The Money You Take Depends on the Money Your Firm Makes

Reprinted from:
Published 8/08

The compensation model employed by your firm directly affects your bottom line. Ed Poll shares how a team approach can help you and your firm earn more.

There is an implicit and presumed interrelationship between law firm billings, profits and partner compensation. That interrelationship is expressed in various ratios and weightings, with wild cards like origination credits tossed in for good measure. One might suggest that it's not important what formula is used so long as all involved perceive that the process of determining that number is fair – recognizing that people respond to what they're rewarded for.

Despite the seeming emphasis on the profits-per-partner measure at the largest firms, in general people will accept a great deal less than the top compensation as long as they like the colleagues with whom they work. This has a greater impact than money. While money must be competitive (it need not be on the high end), "firm culture" is first and foremost. People must like the work they do and those with whom they do it. Lawyers who are together physically in an office environment should share a camaraderie that shapes the development of a firm culture. Many factors come into play: the exchange of ideas and the education of one lawyer by another. These are vital to a successful law firm, and to successful lawyers. But the monetary impacts of firm profitability and partner compensation remain substantial, so understanding the dynamic between them within the context of firm culture is essential.

The Two Models

Typically there are considered to be two general compensation models: lockstep, in which the firm's overall success each year is averaged out to determine a standard rate of compensation increase for most lawyers, and “eat what you kill (EWYK),” in which all attorneys are rewarded on how much business they personally bring in. Each has advantages and disadvantages:

  • Lockstep is good at building collaboration, client service teams, and institutionalizing clients
  • Lockstep is bad at rewarding exceptional and penalizing subpar performers
  • EWYK is good at developing new business and new markets, and spurring entrepreneurship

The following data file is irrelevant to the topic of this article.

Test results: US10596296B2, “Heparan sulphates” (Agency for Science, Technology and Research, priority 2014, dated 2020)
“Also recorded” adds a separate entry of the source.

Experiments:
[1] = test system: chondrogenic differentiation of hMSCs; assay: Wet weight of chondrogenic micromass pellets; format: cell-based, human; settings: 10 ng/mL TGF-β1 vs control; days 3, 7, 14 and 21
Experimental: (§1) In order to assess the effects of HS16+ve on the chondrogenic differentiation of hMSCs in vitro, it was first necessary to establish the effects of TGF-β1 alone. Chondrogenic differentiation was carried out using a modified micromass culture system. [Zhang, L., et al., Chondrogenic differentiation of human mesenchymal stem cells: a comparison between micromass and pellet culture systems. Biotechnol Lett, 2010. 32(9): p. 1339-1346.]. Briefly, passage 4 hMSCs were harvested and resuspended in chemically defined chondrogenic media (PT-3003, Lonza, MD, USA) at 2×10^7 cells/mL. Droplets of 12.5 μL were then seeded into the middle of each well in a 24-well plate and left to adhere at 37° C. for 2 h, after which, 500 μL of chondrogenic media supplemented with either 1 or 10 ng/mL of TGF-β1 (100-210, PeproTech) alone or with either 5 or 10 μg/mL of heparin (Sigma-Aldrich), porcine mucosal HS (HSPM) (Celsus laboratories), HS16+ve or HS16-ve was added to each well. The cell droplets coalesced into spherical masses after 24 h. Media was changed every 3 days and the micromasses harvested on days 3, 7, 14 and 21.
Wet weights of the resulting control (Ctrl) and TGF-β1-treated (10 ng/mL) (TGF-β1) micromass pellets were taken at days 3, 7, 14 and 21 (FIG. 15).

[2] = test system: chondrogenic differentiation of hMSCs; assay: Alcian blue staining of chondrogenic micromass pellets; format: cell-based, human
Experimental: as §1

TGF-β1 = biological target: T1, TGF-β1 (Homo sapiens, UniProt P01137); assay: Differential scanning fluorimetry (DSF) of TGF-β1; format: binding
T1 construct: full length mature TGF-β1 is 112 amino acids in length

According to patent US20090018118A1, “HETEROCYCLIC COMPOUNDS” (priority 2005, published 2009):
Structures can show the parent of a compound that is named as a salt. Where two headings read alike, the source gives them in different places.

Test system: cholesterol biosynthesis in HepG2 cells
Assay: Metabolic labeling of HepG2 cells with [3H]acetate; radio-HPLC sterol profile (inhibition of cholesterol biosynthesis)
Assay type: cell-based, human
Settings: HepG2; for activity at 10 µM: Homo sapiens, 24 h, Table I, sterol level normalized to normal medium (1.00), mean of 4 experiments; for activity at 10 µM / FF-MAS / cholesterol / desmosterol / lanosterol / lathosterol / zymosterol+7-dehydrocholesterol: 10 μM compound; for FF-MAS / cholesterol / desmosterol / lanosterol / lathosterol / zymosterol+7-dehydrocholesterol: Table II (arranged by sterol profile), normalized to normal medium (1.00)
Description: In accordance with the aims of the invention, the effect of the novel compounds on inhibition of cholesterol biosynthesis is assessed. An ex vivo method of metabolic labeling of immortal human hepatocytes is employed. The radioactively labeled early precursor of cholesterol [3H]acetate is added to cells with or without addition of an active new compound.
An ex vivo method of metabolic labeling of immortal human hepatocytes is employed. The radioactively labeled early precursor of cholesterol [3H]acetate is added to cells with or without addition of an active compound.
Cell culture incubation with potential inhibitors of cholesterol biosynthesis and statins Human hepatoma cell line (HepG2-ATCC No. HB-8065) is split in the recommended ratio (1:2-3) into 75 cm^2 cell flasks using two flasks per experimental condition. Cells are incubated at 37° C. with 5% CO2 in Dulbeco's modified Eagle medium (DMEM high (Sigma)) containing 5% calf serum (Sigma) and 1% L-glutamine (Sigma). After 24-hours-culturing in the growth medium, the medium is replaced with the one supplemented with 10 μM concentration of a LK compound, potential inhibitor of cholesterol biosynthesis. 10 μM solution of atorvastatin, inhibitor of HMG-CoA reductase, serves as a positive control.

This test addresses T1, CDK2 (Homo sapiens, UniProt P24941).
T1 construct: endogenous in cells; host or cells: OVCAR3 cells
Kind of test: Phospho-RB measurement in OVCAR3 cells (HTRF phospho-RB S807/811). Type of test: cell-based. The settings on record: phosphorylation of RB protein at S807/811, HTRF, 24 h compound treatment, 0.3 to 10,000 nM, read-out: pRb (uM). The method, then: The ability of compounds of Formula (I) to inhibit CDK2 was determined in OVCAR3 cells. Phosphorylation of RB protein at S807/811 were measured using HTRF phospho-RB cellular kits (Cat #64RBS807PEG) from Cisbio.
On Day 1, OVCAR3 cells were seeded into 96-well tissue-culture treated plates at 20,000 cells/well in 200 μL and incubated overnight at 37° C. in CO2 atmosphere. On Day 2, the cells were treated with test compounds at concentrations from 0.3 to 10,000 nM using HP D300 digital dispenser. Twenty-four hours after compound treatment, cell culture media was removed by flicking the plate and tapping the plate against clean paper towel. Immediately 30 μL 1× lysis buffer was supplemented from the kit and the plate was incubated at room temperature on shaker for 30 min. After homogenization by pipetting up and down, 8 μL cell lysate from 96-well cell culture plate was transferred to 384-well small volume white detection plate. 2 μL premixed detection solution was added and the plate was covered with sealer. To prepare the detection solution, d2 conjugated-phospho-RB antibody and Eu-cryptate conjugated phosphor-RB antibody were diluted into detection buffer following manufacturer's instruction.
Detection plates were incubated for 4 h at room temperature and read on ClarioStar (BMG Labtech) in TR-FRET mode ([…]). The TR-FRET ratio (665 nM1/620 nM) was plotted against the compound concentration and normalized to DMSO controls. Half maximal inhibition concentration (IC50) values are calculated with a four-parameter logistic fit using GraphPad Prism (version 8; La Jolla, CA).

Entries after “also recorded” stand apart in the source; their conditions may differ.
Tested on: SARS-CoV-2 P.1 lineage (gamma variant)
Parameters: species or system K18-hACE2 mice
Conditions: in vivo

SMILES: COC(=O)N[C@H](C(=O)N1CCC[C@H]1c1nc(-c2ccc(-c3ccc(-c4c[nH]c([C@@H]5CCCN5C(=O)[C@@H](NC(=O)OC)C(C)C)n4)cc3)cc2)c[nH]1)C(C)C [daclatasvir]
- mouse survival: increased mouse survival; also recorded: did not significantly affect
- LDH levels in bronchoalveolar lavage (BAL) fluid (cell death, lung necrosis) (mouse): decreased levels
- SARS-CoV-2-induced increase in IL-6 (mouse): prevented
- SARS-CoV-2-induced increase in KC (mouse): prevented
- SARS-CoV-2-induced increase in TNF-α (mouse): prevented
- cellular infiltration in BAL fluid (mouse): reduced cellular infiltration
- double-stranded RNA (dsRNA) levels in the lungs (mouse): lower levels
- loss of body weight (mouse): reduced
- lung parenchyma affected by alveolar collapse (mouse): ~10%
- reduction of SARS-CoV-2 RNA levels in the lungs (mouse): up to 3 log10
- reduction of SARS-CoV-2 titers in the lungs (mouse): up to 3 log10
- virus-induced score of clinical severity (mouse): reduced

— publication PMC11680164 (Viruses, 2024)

• EWYK is bad at cross-selling services and promoting firm harmony.
Any firm that encourages lawyers to maximize their individual compensation may have fast near-term growth. Approaching compensation as an institution makes for greater firm harmony and longevity. Either way, however, both lockstep and EWYK systems generally depend upon the same metrics: hours worked per year, origination credit, supervision credit, and other formulaic measures based on the billable hour.

The Realization Rate

Whether the lockstep or EWYK compensation model is the norm, it emphasizes the traditional billable hour measure. For the largest law firms and for solo practitioners alike, collecting the money that lawyers are owed – their realization rate – is far more important than the number of hours they bill. Most lawyers want to see their billable hours go up month by month. Yet the fundamental economic basis of their compensation, namely the financial health of the firm, depends not on billable hours but on the cash collection that those hours represent.

The level of collections determines firm profitability, and profitability determines how much is available for compensation. The firm can either look at revenue and figure out what its cost structure should be so it can turn a profit, or it can look at costs and determine how much revenue is needed to cover them and make a profit. These two models define what's available for the total compensation pool, but they fill that pool in different ways.

Cutting Costs to Match Revenue

In economic model number one, which matches cost to revenue, consider a law firm where the revenues from a given client are 10% less than the costs to service that client in lawyer and staff compensation. This is an obvious warning sign in which the law practice is like an athlete who is exercising in hot weather. Maintaining hydration with adequate body fluids is critical to an athlete's performance and health, but unfortunately, the body's ability to detect dehydration is slow. There is a lag between the time the body becomes dehydrated and when it sends the thirst signal to head to the nearest water supply to do something about it. Law firms often react in the same way. Lawyers often see only the intake – the cash “hydration” of revenue – and do not realize the dehydration that dissipates cash faster than the money comes in.

In this critical situation a decision must be made. The choices are hard, but each one must be considered in turn. Here is a suggested order of assessment.

  • Terminate the client relationship and the revenue it represents. This is the most difficult, because it raises not only cash flow problems but ethical ones (lawyers cannot suddenly cease representation when the client's interests will be compromised, such as right before a court date, and otherwise must give reasonable notice of withdrawal).